Defendants on argument called our attention to the case of O'Brien v. Leach, 139 Cal. 220 [72 P. 1004, 96 Am.St.Rep. 105], wherein a default was vacated which had been taken when defendant's attorney failed to make an appearance on his client's behalf because of his failure to ascertain from his client whether he had been served in the county wherein the suit was brought or in the county of his residence, the mistake accounting for a difference of 20 days in the time required for filing his pleading. We find nothing in this case to change our opinion for we note the court's statement at page 222: "In matters of this sort the proper decision of the case rests almost entirely in the discretion of the court below, and this court will rarely interfere, and never unless it clearly appears that there has been a plain abuse of discretion. This court [184 Cal. App. 2d 621] will usually sustain the action of the court below upon the same facts, whether that decision is for or against the motion; ..."

[10] The defendants point to the statement made by Golden to Rolston concerning the fee being nominal on default and contend that statements by counsel which put their opponents into positions of false security excuse default. Often this is the case, but before such circumstances warrant setting aside default judgments, the defaulter must show a meritorious defense to the action (Beard v. Beard (1940), 16 Cal. 2d 645, 648 [107 P.2d 385]) and that a different result would probably have been reached. (Greenamyer v. Lugo Elementary School Dist. (1931), 116 Cal. App. 319, 325 [2 P.2d 848].) The defendants failed to demonstrate in what way the fee was not reasonable, or determined without regard to the attorney's work, other than their bare assertion that the amount was unreasonable, and not in accord with the schedule in effect in Los Angeles. The determination of reasonable attorneys' fees is controlled by the amounts customarily charged in the locale of the action, here Alameda County. (Knight v. Russ (1888), 77 Cal. 410, 415 [19 P. 698].) It is clear that the trial court could determine what constituted reasonable attorneys' fees without any testimony on the subject. (Lewis & Queen v. S. Edmondson & Sons (1952), 113 Cal. App. 2d 705, 708 [248 P.2d 973].) The defendants attempt to lend weight to their argument by referring to remarks by the trial judge questioning the amount requested. These statements are of no significance in view of the judgment which followed; no antecedent expression of a judge can restrict his power to declare his final conclusion. (Bratovich v. Bratovich (1960), 179 Cal. App. 2d 420, 423 [3 Cal. Rptr. 735].) The trial court considered the question of the reasonableness of the fees and awarded $6,000 where $7,000 had been requested. The defendants have failed to show a good defense on the question of the reasonableness of the attorneys' fees awarded and hence cannot prevail on this contention.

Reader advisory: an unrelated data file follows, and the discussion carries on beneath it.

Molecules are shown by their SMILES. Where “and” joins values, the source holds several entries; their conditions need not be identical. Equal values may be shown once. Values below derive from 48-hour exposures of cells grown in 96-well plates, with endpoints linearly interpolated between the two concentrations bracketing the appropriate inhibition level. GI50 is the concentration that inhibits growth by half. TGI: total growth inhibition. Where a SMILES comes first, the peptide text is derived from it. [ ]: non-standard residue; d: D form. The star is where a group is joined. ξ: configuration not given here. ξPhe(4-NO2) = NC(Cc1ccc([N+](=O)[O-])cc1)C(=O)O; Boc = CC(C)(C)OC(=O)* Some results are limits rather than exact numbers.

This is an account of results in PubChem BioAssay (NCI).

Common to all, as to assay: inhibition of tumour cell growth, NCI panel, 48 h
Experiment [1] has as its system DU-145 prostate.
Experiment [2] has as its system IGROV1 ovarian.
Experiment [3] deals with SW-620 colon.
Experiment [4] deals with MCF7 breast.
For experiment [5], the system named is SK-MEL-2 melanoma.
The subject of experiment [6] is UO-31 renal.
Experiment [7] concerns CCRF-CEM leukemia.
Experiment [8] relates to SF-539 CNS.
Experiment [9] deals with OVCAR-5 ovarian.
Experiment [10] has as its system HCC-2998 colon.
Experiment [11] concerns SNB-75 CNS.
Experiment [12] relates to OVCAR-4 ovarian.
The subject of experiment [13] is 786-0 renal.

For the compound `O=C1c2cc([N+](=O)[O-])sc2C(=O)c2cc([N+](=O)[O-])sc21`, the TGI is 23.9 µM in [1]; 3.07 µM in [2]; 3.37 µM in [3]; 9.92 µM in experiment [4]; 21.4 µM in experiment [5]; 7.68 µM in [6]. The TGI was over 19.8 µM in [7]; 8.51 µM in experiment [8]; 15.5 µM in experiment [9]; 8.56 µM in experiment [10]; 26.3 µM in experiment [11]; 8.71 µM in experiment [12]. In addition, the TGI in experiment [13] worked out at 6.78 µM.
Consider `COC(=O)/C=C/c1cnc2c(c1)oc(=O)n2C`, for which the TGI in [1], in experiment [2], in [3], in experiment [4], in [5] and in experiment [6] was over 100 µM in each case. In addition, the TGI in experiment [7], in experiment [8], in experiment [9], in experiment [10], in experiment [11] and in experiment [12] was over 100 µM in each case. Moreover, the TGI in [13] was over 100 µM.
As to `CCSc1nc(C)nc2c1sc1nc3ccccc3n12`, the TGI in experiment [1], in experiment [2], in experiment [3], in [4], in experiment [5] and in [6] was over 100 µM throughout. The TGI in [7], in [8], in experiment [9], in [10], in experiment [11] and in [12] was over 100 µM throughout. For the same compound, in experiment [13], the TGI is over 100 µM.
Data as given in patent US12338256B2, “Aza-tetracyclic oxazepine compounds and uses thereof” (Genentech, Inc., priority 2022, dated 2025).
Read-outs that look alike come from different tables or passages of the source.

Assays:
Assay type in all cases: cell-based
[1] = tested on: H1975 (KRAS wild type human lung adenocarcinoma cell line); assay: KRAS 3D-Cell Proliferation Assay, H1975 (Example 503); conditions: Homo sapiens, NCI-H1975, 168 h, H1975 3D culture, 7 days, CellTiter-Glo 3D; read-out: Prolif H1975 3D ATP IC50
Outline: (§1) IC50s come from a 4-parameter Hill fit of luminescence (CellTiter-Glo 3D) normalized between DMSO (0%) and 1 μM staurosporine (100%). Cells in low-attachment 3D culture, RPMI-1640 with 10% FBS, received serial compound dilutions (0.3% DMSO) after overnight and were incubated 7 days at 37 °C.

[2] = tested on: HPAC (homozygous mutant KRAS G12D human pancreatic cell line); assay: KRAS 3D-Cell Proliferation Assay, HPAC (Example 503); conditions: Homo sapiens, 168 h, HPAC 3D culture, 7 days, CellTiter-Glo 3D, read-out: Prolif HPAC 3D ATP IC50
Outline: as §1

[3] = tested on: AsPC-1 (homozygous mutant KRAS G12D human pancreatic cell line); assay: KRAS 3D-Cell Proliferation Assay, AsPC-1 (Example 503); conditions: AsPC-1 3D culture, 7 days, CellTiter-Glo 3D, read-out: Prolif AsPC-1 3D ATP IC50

No abuse of discretion having been shown, the order is affirmed.

Kaufman, P. J., and Draper, J., concurred.